Amakhosi chasing proud history



Kaizer Motaung returned to Phefeni‚ Orlando West this week: the place where it all started. It was his family home on Sentsho Street that would serve as Kaizer Chiefs’ first clubhouse; the conveniently placed field across the road its maiden training ground.

Fifty years ago, the 26-year-old “Chincha Guluva” had just returned from a stint in the United States — a move he earned after sparkling at Orlando Pirates as a teenager. He was initially roped in to help resolve a dispute between his former club and key players who had recently been expelled by the Soweto giant. When the peace brokering failed there remained only one option. He took half of the name of the Americans he had just departed — Atlanta Chiefs — combined it with his first, and what would become the country’s biggest club was birthed.

We’ve been flooded with pleasant anecdotes as Amakhosi celebrated their 50th birthday this week. Amid the festivities, fans were offered free tickets to Wednesday’s clash with Highlands Park, Nike churned out a special commemorative edition shirt and everyone, from politicians to rival teams, were sure to pass on their congratulations. For, whatever your allegiance, there is no denying that the team Motaung built from his backyard has become a permanent and significant South African institution.

Yet the shoulders of heritage can only boost you so far. Under the carnival veneer there remains an inescapable sense of unfulfilled destiny. Contrary to Motaung’s vision, Chiefs have laboured instead of thrived in recent years — a bare trophy cabinet since 2015 is a far cry from securing a league title in the first four years of existence.

That all looked to change this season. Coach Ernst Middendorp oversaw a stroll to a double-digit lead at the top of the table, putting the famous club in firm control of that destiny once more.

And then it began to be hacked away. A couple of frustrating losses was all it took to turn things wobbly once again. Seemingly overnight, the landscape of the title race shifted — the champions were closing in, quickly snuffing out any breathing room.

Crucially, Sundowns would slow their own march on Tuesday, dropping a vital two points against Bidvest Wits. On celebratory Wednesday, meanwhile, Chiefs would make no mistake themselves and dismiss Highlands Park 3-0. Still, the threat to ruin a romantic half-centenary league win remains very real.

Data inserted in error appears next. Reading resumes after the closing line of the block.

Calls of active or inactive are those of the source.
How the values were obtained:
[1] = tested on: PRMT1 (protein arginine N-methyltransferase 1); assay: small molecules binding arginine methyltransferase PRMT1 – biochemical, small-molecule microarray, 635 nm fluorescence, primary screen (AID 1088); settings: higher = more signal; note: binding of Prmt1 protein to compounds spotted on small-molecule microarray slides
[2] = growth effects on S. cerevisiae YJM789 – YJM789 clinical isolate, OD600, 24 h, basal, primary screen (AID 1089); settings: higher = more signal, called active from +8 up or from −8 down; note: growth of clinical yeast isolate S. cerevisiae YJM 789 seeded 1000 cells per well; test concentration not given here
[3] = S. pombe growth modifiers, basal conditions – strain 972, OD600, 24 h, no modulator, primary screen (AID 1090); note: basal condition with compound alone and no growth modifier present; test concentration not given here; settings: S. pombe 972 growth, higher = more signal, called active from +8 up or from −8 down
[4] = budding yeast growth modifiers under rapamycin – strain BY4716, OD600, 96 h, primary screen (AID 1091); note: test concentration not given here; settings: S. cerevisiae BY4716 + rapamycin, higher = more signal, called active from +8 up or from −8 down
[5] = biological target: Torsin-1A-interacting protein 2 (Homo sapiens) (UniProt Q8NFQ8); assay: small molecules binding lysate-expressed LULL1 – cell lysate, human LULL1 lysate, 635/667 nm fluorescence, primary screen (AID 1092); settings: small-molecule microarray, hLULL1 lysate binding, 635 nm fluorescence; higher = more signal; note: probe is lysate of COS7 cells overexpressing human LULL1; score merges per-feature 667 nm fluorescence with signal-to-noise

Middendorp surely would have expected to be quizzed on the possibility of letting a strong lead falter but that didn’t prevent him from slipping on his characteristic exasperated expression.

“This discussion about points,” he sighed. “Not to be too unspecific, but to me it was always about the number of games … 14 or 15 games on everybody’s account and then you look into it. This discussion about 11 points, 9 points, 7 points with other teams having games in hand, this is something that I never refer to. Our target in terms of each and every game is to go out and win. And that is what we will continue to do.”

The German would also go on to lament the elements of misfortune in the first match of 2020 — the 2-1 loss to SuperSport United that ushered in the current unease floating above Naturena. Samir Nurkovic, for instance, he said, would usually bury the chances he had nine out of 10 times. That day happened to be the time he did not.

Instead of scaring his side into action, publicly or otherwise, it’s clear he has opted to instead remind them of the performances that earned the Amakhosi this lead in the first place. Not losing sight of the basics is now key to maintaining it.

“I believe this is not the situation to calm down or whatever,” he continued. “We have produced the confidence over the months with the position we are in, and we will continue.

“We know, as I said, that we have to perform on a 100% level in attacking and defending. Of course the blindside responsibilities: blocking crosses, moving into the right direction and goalpost shots.”

Although there were indeed hints of bad luck at the attacking end in the United game, Middendorp would have been furious at how the two at the other end were let in. Both came from crosses that were allowed to travel far too deep into the box without being addressed. Not characteristic at all of the stubborn backline that has already secured eight clean sheets in the league this term.